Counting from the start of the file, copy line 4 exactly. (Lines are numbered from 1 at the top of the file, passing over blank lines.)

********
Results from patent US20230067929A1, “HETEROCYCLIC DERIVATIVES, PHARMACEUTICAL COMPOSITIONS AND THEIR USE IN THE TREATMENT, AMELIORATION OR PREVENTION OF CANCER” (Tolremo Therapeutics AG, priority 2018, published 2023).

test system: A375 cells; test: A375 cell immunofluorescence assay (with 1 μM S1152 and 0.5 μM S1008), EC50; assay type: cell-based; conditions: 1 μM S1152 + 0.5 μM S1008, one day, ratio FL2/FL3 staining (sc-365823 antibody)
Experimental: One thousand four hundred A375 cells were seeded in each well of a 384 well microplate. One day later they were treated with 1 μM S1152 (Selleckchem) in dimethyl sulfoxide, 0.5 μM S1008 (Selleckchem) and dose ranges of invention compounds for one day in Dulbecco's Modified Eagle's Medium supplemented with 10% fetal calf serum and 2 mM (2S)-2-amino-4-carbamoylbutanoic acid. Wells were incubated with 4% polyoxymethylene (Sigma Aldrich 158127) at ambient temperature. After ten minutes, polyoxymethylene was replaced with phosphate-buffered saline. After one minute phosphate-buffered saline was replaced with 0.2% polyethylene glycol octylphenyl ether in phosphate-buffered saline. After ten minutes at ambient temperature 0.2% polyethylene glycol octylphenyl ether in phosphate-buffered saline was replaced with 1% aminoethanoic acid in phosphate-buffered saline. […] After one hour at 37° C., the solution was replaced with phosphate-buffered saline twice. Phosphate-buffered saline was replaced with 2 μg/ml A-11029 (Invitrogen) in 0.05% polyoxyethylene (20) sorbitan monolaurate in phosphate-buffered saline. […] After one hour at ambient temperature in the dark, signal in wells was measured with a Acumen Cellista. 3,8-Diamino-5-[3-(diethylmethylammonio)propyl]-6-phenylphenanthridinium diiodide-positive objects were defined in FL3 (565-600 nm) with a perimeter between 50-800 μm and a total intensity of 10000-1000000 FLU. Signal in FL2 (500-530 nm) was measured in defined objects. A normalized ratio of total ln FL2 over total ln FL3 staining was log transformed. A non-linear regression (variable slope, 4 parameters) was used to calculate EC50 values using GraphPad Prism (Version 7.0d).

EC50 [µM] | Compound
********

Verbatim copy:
EC50 [µM] | Compound